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the Discovery of gold at Sutter's Mill, 1848

"🎶 In a cavern, in a canyon
Excavating for a mine
Dwelt a miner, forty-niner
And his daughter, Clementine

Oh my darling, oh my darling
Oh my darling, Clementine
You are lost and gone forever
Dreadful sorry, Clementine."

~ "Oh My Darling, Clementine", Western Folk Ballad (1884)

Although the origin of the melody of this folk song is unknown, some historians claims that the melody was from an old Spanish ballad, made popular by Mexican miners during the California Gold Rush. The discovery of gold on Jan 24, 1848 at Capt. John A. Sutter and James W. Marshall’s sawmill, on the American Fork River, California, initiated the "gold fever" of 1848-1855 and captured the imagination of the public and attracted miners, fortune seekers, entrepreneurs, writers and adventurers from around the world! Gold Country (also known as Mother Lode Country) and occasional host to Highland Games is a historic region in northern California bordering the western slope of the Sierra Nevada mountain range. Famed for blue skies, golden California poppies ,and rich mineral deposits of silver and gold, this area attracted waves of immigrants, known as the 49ers, during the 1849 California Gold Rush, leading the US to give statehood to California forthwith! Whether seeking superblooms of golden orange poppies or the rare golden nuggets, "There's gold in them thar hills!" ⛏️💰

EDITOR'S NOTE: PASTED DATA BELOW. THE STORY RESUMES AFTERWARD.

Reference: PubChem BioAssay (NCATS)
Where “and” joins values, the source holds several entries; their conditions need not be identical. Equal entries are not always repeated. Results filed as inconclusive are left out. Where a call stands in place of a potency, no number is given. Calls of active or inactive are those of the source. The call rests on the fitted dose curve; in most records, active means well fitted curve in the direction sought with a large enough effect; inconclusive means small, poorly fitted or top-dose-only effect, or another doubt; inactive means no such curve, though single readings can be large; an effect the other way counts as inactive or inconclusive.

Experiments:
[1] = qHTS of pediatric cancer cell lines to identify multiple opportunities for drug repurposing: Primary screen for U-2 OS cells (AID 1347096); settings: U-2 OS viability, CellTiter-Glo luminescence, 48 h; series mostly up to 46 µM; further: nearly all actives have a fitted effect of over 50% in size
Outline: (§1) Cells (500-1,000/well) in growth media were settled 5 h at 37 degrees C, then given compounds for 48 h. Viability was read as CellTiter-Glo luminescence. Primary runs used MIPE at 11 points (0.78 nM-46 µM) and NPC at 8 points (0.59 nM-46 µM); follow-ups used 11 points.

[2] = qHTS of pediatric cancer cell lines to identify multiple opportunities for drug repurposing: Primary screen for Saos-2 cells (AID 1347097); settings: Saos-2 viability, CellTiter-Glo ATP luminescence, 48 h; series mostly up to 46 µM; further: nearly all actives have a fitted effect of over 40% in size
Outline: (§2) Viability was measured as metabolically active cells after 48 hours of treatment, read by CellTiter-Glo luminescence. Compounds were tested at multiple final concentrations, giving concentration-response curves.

Register notes:

Designed by Tony Marques-Christopher, this tartan represents the colours and textures of the Gold Country area of California, USA. The Sierra Foothills are one of the most beautiful places in the country and are famous for the large gold mines discovered. This tartan represents the importance of the Gold Rush era to the area.

The discovery of gold nuggets in the Sacramento Valley in early 1848 sparked the California Gold Rush, arguably one of the most significant events to shape American history during the first half of the 19th century. As news spread of the discovery, thousands of prospective gold miners traveled by sea or over land to San Francisco and the surrounding area; by the end of 1849, the non-native population of the California territory was some 100,000 (compared with the pre-1848 figure of less than 1,000). A total of $2 billion worth of precious metal was extracted from the area during the Gold Rush, which peaked in 1852.

The Gold Rush had a tremendous impact on the population and culture of California. Before the Gold Rush, the population consisted mainly of Native Californians and Californios (settlers and landowners of mixed Spanish, Native Californian, and African descent). But gold fever brought people to California from all over the country and world. The Anglo Americans (of English, Irish, or Scots descent), other Europeans (including Italians, Russians, and others), Chinese, Asians, African Americans, and many more who came and stayed changed the ethnic makeup of the state's population.

Click the beautiful hillside in gold country for more interesting facts about the Gold Rush in California.

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